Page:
We also use the Coriolis Ocean Database Reanalysis (CORA v3.4; hereinafter CORA) and the Ocean Surface Currents Analyses–Real Time (OSCAR) datasets. CORA data with a spatial resolution of 0.5° × 0.5° are obtained from the Coriolis Data Center (http://www.coriolis.eu.org/Science2/Global-Ocean/CORA). CORA is produced by objective analysis of in situ temperature and/or salinity profiles obtained mainly from Argo floats, XBTs, CTDs, expendable CTDs (XCTDs), sea mammal data, and moorings (Cabanes et al. 2013). The creation of the CORA dataset includes duplicate checks to ensure the individual input data are unique in the dataset and various quality checks that help eliminate bad data and outliers. The Argo data inputs do not undergo any supplemental corrections while the XBTs data biases are adjusted following the methods of Hamon et al. (2012).

The OSCAR analysis uses real-time satellite altimetry and wind stress to calculate zonal and meridional surface velocities (Bonjean and Lagerloef 2002). When compared to Lagrangian drifter data, OSCAR performs well with the exception of a small underestimation of velocities due to its inability to resolve mesoscale features such as sharp sea surface height gradients (Dohan and Maximenko 2010). Also, the NIO features a highly variable current field in both time and space (Shankar et al. 2002), which can cause the OSCAR output to be inferior to that of the higher-resolution model solutions even though it is based off satellite-derived observations. Here, we use monthly OSCAR absolute surface zonal and meridional velocities for January 2008–May 2014 that has a horizontal resolution of 1° × 1°.

b. Observations

Whenever possible Aquarius SSS and Argo floats’ salinity data are used to assess the relative accuracy of the model products used in this study. We used the latest Aquarius version 3.0 smoothed and monthly L3 SSS data. This dataset is available on a horizontal resolution of 1° × 1°, and though it is coarse, this resolution is sufficient and capable of resolving the major synoptic-scale salinity features across the NIO. We obtained the International Pacific Research Centre (IPRC) processed Argo data (http://apdrc.soest.hawaii.edu/projects/argo/) with a horizontal resolution of 1° × 1° and 27 vertical levels ranging from the surface to 2000 m between January 2008 and May 2014. The Lagrangian nature of Argo floats can make it difficult to consistently monitor semienclosed basins such as the AS and BoB. Between January 2008 and May 2014, the NIO (0°–30°N, 40°–100°E) was sampled 56 490 times with an average distance between floats of 225 km. Because of this relatively low float density, the IPRC uses optimal interpolation to produce a final high-resolution gridded product for distribution (Lebedev et al. 2007). Schiller et al. (2004) concluded that to accurately quantify seasonal dynamics within the Indian Ocean, distances between the average float profiles needed to be limited to between 100 and 500 km. With an average spatial resolution of ~200 km in the NIO and a time between samples of 10 days, the current state of the Argo floats program is sufficient to monitor seasonal variability in the NIO caused by the semiannual monsoons. Nonetheless, some of the discrepancies between the Argo output and other datasets used here could be attributed to low float density in either basin during a particular month, although we hope that taking seasonal means over several years and using box average values will help mitigate this issue. Additionally, Aquarius measures salinity within only the first few centimeters of the ocean surface, whereas Argo typically takes its “surface” measurement at approximately 5 m. This does create discrepancies between the products, but overall global errors are small and lie between 0.1 and 0.2 psu (Lagerloef et al. 2008). Finally, it should be noted that HYCOM, SODA, ECCO2, ECMWF (Table 1), and CORA all assimilate Argo float data. This can make it difficult to compare the model products to Argo, as the model solutions may simply be the derivatives of the Argo output often with the assistance of higher resolutions and sophisticated physical models to generate a more robust analysis.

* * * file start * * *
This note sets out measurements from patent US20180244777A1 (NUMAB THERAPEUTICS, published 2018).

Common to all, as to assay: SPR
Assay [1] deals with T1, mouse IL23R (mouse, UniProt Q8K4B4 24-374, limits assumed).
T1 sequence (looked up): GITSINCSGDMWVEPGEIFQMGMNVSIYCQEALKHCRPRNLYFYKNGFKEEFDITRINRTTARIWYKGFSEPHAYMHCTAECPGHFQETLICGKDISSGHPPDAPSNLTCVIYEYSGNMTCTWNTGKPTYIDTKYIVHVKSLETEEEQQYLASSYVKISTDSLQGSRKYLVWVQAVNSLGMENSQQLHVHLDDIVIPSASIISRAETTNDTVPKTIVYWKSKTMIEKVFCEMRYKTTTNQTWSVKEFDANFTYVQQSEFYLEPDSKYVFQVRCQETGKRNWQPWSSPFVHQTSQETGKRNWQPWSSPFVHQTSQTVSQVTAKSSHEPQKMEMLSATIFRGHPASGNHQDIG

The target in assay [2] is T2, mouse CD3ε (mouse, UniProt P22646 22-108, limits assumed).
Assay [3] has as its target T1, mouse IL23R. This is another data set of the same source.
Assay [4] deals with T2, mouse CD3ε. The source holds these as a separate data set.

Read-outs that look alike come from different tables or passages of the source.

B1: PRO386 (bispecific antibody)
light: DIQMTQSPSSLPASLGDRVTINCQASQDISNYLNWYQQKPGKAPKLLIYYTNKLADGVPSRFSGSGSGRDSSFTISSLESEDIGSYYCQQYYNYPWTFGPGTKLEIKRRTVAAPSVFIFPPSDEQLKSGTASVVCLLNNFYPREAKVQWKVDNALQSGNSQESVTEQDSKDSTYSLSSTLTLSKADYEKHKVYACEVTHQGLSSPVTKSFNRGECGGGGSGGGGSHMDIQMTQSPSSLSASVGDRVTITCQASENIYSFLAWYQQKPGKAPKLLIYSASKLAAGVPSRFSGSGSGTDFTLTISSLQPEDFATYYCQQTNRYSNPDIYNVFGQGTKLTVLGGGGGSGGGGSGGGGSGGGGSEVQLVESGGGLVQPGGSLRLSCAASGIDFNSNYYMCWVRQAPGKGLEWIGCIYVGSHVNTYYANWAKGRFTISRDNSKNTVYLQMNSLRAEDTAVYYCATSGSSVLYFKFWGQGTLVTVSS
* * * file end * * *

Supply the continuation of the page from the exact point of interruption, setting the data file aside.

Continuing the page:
c. Methods

1) Surface salt transports

Surface salt transports are evaluated to estimate the horizontal advection of salt at the surface within the NIO using a variety of products. Surface meridional salt transports per unit area are estimated using the following equation (Nihashi et al. 2012; Nyadjro et al. 2013):
e1